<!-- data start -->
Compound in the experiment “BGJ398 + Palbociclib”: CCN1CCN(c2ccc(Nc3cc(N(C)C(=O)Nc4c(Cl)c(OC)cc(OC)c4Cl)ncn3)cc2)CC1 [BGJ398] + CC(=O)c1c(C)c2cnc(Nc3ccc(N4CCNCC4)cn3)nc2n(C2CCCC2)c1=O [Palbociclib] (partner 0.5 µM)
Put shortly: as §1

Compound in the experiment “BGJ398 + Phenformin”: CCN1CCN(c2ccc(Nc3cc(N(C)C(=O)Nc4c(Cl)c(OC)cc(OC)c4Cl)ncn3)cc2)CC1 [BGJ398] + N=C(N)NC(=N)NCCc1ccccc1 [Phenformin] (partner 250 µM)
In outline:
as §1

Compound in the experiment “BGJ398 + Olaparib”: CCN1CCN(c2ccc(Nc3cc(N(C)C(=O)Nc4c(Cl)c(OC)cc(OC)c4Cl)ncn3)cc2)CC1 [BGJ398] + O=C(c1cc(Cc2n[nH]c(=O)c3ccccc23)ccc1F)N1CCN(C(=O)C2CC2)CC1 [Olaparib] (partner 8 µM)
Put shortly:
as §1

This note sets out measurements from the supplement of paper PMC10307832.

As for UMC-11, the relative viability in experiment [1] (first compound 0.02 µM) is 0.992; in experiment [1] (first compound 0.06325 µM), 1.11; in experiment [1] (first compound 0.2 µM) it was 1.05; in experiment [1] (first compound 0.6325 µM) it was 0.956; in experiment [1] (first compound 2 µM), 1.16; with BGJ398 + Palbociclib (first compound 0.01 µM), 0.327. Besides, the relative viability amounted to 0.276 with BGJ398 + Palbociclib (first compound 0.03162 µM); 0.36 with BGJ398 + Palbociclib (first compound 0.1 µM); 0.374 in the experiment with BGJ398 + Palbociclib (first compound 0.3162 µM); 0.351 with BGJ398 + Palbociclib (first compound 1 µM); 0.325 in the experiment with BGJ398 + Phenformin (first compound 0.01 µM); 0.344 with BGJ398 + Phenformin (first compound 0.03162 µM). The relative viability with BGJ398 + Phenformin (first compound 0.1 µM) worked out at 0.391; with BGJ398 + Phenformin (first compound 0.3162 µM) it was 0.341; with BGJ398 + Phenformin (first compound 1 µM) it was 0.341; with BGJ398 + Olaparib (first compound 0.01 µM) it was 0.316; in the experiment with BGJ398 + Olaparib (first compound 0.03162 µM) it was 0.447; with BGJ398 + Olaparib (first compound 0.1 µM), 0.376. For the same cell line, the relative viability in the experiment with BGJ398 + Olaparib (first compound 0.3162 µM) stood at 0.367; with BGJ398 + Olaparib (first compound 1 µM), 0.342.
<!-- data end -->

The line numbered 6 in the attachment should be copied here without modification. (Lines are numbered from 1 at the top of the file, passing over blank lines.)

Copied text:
Compound in the experiment “BGJ398 + Olaparib”: CCN1CCN(c2ccc(Nc3cc(N(C)C(=O)Nc4c(Cl)c(OC)cc(OC)c4Cl)ncn3)cc2)CC1 [BGJ398] + O=C(c1cc(Cc2n[nH]c(=O)c3ccccc23)ccc1F)N1CCN(C(=O)C2CC2)CC1 [Olaparib] (partner 8 µM)